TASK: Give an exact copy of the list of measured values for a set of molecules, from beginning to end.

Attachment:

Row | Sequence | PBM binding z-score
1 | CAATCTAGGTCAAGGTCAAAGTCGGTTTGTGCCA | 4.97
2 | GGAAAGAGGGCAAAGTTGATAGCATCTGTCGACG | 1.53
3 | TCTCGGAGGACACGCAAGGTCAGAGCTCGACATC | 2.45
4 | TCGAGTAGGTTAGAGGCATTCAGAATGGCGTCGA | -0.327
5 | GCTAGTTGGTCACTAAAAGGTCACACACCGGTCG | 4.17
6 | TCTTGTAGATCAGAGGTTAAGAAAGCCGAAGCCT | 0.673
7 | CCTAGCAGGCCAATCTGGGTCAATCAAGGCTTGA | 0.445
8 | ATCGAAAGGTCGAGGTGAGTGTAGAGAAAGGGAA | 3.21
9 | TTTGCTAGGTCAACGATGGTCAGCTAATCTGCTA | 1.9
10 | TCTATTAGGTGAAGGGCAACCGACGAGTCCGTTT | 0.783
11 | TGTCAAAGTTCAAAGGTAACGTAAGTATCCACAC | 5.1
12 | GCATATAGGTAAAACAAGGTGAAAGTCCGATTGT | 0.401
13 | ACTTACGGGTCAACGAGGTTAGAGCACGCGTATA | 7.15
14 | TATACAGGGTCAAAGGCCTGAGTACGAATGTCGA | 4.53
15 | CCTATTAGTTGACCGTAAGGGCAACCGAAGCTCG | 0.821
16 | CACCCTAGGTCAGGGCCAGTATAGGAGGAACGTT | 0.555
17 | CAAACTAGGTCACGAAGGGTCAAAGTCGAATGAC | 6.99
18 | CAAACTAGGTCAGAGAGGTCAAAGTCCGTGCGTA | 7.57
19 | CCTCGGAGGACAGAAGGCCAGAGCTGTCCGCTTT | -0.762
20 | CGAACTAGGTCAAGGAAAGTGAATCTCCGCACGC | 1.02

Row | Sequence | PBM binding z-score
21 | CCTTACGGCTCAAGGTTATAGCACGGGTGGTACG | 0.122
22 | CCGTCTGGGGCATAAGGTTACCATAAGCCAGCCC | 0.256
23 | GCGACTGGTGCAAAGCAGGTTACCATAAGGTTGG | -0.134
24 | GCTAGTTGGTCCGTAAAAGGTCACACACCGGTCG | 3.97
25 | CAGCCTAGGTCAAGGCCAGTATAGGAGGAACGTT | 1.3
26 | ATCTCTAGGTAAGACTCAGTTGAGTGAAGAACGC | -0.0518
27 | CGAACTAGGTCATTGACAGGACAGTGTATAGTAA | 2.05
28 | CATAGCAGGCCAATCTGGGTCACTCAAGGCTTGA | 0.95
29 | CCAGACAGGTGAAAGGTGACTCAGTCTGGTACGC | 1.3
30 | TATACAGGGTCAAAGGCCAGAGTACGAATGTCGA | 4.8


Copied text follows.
Row | Sequence | PBM binding z-score
1 | CAATCTAGGTCAAGGTCAAAGTCGGTTTGTGCCA | 4.97
2 | GGAAAGAGGGCAAAGTTGATAGCATCTGTCGACG | 1.53
3 | TCTCGGAGGACACGCAAGGTCAGAGCTCGACATC | 2.45
4 | TCGAGTAGGTTAGAGGCATTCAGAATGGCGTCGA | -0.327
5 | GCTAGTTGGTCACTAAAAGGTCACACACCGGTCG | 4.17
6 | TCTTGTAGATCAGAGGTTAAGAAAGCCGAAGCCT | 0.673
7 | CCTAGCAGGCCAATCTGGGTCAATCAAGGCTTGA | 0.445
8 | ATCGAAAGGTCGAGGTGAGTGTAGAGAAAGGGAA | 3.21
9 | TTTGCTAGGTCAACGATGGTCAGCTAATCTGCTA | 1.9
10 | TCTATTAGGTGAAGGGCAACCGACGAGTCCGTTT | 0.783
11 | TGTCAAAGTTCAAAGGTAACGTAAGTATCCACAC | 5.1
12 | GCATATAGGTAAAACAAGGTGAAAGTCCGATTGT | 0.401
13 | ACTTACGGGTCAACGAGGTTAGAGCACGCGTATA | 7.15
14 | TATACAGGGTCAAAGGCCTGAGTACGAATGTCGA | 4.53
15 | CCTATTAGTTGACCGTAAGGGCAACCGAAGCTCG | 0.821
16 | CACCCTAGGTCAGGGCCAGTATAGGAGGAACGTT | 0.555
17 | CAAACTAGGTCACGAAGGGTCAAAGTCGAATGAC | 6.99
18 | CAAACTAGGTCAGAGAGGTCAAAGTCCGTGCGTA | 7.57
19 | CCTCGGAGGACAGAAGGCCAGAGCTGTCCGCTTT | -0.762
20 | CGAACTAGGTCAAGGAAAGTGAATCTCCGCACGC | 1.02

Row | Sequence | PBM binding z-score
21 | CCTTACGGCTCAAGGTTATAGCACGGGTGGTACG | 0.122
22 | CCGTCTGGGGCATAAGGTTACCATAAGCCAGCCC | 0.256
23 | GCGACTGGTGCAAAGCAGGTTACCATAAGGTTGG | -0.134
24 | GCTAGTTGGTCCGTAAAAGGTCACACACCGGTCG | 3.97
25 | CAGCCTAGGTCAAGGCCAGTATAGGAGGAACGTT | 1.3
26 | ATCTCTAGGTAAGACTCAGTTGAGTGAAGAACGC | -0.0518
27 | CGAACTAGGTCATTGACAGGACAGTGTATAGTAA | 2.05
28 | CATAGCAGGCCAATCTGGGTCACTCAAGGCTTGA | 0.95
29 | CCAGACAGGTGAAAGGTGACTCAGTCTGGTACGC | 1.3
30 | TATACAGGGTCAAAGGCCAGAGTACGAATGTCGA | 4.8